Karen Bartleson, 2013 IEEE Standards Association (IEEE SA) President and 2017 IEEE President/CEO, recently video chatted with me to discuss the importance of standards. Before our conversation, I was already aware of her book, The Ten Commandments for Effective Standards: Practical Insights for Creating Technical Standards, and knew she has given many outreach presentations championing the importance of standards. However, I was not aware of how deeply vested her efforts were.
JA: How long have you been dedicated to standards development?
KB: I started working on standards development when dinosaurs walked the earth. Actually, it was in the mid-1980s when I first became involved in standards.
JA: How would you define a standard?
KB: The simplest definition of a standard is “the way everyone does something.” A standard is a detailed description; it’s a document. It tells people how to implement something so things plug together, communicate, or meet specific safety requirements. Obvious examples are an electrical outlet (all the same in a given region of the world) or a USB port. There are documents that describe exactly what a product needs to have in order to plug in. (BTW, these are not IEEE standards.)
Wi-Fi is actually a document that was created and is maintained by a large group of volunteers, working within the IEEE Standards Association. If a company wants to make a product that sends or receives information through the airwaves, they follow the specifications in the Wi-Fi document. The document is officially called IEEE Standard 802.11. Wi-Fi is the commercial name of the standard.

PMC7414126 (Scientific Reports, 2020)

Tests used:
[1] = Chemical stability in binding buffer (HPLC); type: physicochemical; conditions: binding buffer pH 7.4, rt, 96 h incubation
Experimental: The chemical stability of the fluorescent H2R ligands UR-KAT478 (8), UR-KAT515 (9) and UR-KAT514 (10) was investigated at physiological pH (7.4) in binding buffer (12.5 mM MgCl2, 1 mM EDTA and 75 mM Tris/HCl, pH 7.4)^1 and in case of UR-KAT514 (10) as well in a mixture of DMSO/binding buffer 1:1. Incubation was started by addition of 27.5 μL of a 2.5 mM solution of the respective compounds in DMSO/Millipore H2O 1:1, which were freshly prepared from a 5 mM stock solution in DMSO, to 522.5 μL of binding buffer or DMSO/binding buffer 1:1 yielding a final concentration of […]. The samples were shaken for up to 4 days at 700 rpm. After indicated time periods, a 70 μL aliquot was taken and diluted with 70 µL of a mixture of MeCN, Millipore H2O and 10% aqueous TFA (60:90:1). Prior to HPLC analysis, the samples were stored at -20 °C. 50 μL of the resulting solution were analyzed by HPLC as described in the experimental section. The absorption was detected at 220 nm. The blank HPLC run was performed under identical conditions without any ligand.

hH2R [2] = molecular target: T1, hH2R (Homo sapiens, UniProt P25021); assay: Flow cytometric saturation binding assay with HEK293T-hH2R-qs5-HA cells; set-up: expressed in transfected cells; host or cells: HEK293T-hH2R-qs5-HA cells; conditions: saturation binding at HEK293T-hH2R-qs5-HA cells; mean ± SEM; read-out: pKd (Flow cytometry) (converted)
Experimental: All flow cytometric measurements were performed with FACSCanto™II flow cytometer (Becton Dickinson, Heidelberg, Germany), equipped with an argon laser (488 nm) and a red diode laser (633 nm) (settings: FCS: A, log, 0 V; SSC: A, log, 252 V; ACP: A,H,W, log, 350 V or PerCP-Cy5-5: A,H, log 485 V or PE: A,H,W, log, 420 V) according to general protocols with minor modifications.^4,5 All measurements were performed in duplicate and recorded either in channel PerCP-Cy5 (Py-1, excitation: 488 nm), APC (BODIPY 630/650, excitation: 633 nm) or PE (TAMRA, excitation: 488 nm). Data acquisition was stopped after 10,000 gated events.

JA: What made you choose to get involved in this effort?
KB: IEEE standards are everywhere, helping people all over the globe be safer and have better products and systems. Imagine a world without Wi-Fi, which is one of IEEE’s best-known standards. Participating in IEEE standards projects and governance has benefited me both professionally and personally.
JA: Could you give an example as to how it has benefited you professionally?
KB: One of my job responsibilities at all three companies that I worked for was helping to develop standards. These standards were used to design integrated circuits. Overall, they helped our customers design faster, smaller, less expensive chips that were more reliable and had higher quality. Ultimately, this meant that our business was better. Standards helped improve the companies’ bottom line, and that was good for my career development and my performance reviews.
Through standards, I was able to keep up with the fast-paced semiconductor industry. Our design automation standards had to stay on the leading edge or become obsolete. We had to understand the technology trends to keep up with new developments that happened approximately every two years.
JA: Did you discover any other benefits of this work?
KB: Working on standards projects led me into IEEE standards governance. As I volunteered for, was appointed to, or was elected to various positions, I found my skills and visibility improving greatly. Specifically, I learned how to apply consensus-building tools and techniques to solve difficult problems. These can be problems at work, within IEEE, and even in my personal life.
JA: It sounds like your volunteer work in standards helped you grow as a leader. What was your motivation as you ascended in the ranks?